By Elizabeth Gracen:
I've know Helen Cassidy Page for many years now, and I am totally in debt to her for supporting and guiding me through my first YA fantasy book, Shalilly. Helen has always been in my corner, encouraging me to write, to create. She was the best friend to my recently deceased mother-in-law, and I know that they shared a special bond forged by time and experience. Helen is a unique, supremely talented author who inspires me to keep writing. I'm so happy to feature her work on Flapper Press and to have interviewed her about her work and influences.
Please meet Helen Cassidy Page!
EG: First of all, when I started my research for this interview, I was simply blown away by how prolific you are! So impressive! I don’t even know where to start other than to ask you if you are writing all the time—seriously! I have such romantic images of you sitting by a window with your laptop, a pot of hot tea nearby as you gaze out the window and contemplate your next story. Your work spans several genres and subjects. How do you decide what to write?
HCP: I enjoy writing almost anything. I write a lot of stories because I hope they will sell on Kindle, but I can’t write anything if my heart isn’t in the story. I’ve discovered I enjoy writing mysteries, and I’ve written cozies, which is a popular genre that works as a series, more lighthearted than thrillers or police procedurals. But I’ve also written romance thrillers, supernatural thrillers, and even children’s stories. I get invested in the characters and then the story takes off.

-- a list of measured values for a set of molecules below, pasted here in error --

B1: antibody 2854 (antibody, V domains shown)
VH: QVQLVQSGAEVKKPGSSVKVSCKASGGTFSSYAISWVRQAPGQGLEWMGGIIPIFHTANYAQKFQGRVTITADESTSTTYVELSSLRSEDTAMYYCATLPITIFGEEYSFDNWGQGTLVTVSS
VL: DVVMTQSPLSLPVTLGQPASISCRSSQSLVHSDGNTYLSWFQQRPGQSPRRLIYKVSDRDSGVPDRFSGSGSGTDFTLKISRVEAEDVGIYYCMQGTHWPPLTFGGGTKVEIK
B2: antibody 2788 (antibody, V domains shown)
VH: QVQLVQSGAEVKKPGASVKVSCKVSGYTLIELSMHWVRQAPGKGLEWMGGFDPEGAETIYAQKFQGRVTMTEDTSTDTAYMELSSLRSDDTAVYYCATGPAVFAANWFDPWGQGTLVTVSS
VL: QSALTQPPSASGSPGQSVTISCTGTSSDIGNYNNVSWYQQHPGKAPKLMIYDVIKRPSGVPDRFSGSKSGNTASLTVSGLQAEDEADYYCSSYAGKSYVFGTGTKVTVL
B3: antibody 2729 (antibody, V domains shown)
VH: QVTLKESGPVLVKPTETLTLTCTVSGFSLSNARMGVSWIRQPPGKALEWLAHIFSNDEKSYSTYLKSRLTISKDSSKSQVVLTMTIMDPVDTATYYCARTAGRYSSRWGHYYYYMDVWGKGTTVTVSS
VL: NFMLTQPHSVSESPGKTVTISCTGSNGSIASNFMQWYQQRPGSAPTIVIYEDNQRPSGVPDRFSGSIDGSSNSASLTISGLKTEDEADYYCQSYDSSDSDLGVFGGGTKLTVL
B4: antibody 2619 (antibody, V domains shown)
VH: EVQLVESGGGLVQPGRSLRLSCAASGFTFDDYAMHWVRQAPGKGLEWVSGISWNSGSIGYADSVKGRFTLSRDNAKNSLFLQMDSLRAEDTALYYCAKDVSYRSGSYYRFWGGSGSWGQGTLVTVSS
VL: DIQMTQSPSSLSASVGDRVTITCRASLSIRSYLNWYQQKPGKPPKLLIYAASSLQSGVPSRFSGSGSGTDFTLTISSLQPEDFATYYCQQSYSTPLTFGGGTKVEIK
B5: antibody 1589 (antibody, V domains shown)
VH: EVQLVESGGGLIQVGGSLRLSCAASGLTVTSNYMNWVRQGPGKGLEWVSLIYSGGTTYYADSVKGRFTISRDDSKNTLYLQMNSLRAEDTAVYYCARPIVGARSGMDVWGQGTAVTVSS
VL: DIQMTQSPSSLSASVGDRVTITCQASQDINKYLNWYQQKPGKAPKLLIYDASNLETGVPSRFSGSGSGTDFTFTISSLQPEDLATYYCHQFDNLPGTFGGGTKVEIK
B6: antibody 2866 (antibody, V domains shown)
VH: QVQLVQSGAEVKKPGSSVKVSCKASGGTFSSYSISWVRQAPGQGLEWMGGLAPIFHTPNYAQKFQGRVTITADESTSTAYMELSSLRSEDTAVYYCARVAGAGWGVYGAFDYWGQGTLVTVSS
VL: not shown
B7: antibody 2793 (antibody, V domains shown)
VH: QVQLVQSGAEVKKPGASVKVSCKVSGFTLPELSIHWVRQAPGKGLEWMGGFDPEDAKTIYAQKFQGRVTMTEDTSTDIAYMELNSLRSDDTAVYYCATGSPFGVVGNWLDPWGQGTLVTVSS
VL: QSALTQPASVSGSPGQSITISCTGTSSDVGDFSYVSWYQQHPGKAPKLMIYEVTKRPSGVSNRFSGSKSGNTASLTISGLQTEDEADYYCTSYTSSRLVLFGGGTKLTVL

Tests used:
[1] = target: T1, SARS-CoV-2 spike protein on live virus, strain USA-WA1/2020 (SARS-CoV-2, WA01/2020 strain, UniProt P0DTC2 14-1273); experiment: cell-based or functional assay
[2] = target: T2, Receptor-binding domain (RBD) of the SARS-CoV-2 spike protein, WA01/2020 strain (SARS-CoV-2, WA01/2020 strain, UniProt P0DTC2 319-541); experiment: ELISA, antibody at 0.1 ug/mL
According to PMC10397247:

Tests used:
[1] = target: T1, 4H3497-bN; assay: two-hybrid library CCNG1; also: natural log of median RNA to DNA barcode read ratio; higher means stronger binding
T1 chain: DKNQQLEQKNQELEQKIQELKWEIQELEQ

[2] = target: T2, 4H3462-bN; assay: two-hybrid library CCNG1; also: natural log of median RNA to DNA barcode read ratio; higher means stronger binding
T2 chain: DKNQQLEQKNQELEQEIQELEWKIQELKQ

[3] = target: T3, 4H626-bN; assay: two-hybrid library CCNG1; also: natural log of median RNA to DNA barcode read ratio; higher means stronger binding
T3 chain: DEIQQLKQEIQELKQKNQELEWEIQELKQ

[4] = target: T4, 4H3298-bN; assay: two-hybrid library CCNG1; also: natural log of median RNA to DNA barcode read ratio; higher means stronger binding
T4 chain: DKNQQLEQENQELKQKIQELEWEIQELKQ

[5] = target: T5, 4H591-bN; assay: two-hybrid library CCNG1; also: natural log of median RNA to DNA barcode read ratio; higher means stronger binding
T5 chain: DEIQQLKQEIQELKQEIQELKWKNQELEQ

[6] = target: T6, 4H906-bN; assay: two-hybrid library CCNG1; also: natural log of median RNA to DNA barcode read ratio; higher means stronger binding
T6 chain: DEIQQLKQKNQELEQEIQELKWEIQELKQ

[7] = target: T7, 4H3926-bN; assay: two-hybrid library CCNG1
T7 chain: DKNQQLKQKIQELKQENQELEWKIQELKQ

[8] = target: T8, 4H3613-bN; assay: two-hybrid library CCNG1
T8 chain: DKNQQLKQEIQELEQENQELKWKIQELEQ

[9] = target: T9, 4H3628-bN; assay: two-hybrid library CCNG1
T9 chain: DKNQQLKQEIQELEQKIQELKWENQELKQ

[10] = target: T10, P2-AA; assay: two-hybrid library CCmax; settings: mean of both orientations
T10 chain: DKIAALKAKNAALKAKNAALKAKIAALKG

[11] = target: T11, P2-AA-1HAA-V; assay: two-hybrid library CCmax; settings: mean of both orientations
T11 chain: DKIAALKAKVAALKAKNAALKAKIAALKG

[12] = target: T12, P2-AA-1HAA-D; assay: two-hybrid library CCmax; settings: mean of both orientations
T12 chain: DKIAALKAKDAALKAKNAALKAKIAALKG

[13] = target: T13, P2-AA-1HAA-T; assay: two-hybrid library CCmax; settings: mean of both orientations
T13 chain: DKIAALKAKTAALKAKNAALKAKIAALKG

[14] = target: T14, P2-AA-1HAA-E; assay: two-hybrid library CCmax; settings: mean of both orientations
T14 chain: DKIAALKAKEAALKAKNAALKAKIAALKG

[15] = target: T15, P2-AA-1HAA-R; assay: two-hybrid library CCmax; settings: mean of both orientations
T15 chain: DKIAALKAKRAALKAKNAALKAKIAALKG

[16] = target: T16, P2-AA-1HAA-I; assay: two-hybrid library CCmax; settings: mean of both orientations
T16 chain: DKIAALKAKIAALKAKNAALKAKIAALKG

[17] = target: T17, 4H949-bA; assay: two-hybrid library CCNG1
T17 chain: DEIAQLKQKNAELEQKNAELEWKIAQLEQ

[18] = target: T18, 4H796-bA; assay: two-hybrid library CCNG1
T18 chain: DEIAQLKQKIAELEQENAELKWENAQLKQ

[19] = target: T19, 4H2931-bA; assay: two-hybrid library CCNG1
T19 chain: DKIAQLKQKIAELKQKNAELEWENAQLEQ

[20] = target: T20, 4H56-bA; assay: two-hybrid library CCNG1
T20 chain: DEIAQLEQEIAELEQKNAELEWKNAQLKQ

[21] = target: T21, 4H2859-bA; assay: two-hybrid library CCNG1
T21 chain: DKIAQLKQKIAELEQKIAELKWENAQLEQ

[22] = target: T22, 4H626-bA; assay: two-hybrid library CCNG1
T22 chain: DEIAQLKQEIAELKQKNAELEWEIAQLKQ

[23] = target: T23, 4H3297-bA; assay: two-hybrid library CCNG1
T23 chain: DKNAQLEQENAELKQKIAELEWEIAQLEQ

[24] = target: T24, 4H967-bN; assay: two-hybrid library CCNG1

I’ve written a historical novel detailing the Irish famine, which I consider my literary work. I’ve published it in volumes, and while the book is finished, I’m still editing parts of it and hope to publish the remainder before too long.
EG: How did you first get started writing professionally?
HCP: I began writing in 1973 or thereabouts when John Schroeder, a cardiologist at Stanford, where I worked at the time, asked me to write a low-cholesterol cookbook with him. He knew that I had been giving cooking lessons because the local paper had done a feature on my classes for bachelors.
I’d been teaching French cooking at a time when Julia Child was the reigning food queen, and I had learned everything I knew from watching her shows and cooking out of her books.
Although I was an avid reader, I’d never considered writing. But I was game for anything and agreed to John’s project. His dream was to save the world from heart disease. I’m not sure I had any dreams beyond providing a stable home for my teenage daughter at the time. However, as soon as I sat down to write the first page of the book, a new world opened up for me. I knew I loved food and cooking, but I never believed it was my true passion, although I believed I had one. I just didn’t know how to find it.
As soon as I begin writing, though, I knew I’d found it. It was a profound moment. I’ll never forget it. We found a publisher for that first cookbook and when it was finished, I knew I wanted to write what I considered a “real” book. I had no idea what it would be, and it took years before I realized a cookbook was as real as any book, but that’s how I got started writing.
When I began promoting the cookbook, I met a writer who encouraged my dream of writing and eventually I began exploring fiction. I took classes, read books on craft, and basically dedicated my life to learning how to write and discovering myself as a writer. Fifty years after that first page of writing, I have now written many books, taught writing classes, mentored writers, and have an editing business.
Writing continues to challenge me, thrill me, humble me, and enrich my life. I’m not sure where I would be as a person if John Schroeder had not asked me to write a cookbook with him, because even after we finished that book, it took years before I was able to consider myself a writer, and now it is my whole life. But without his dream, I’m not sure I would have found it on my own, because I didn’t start out seeing myself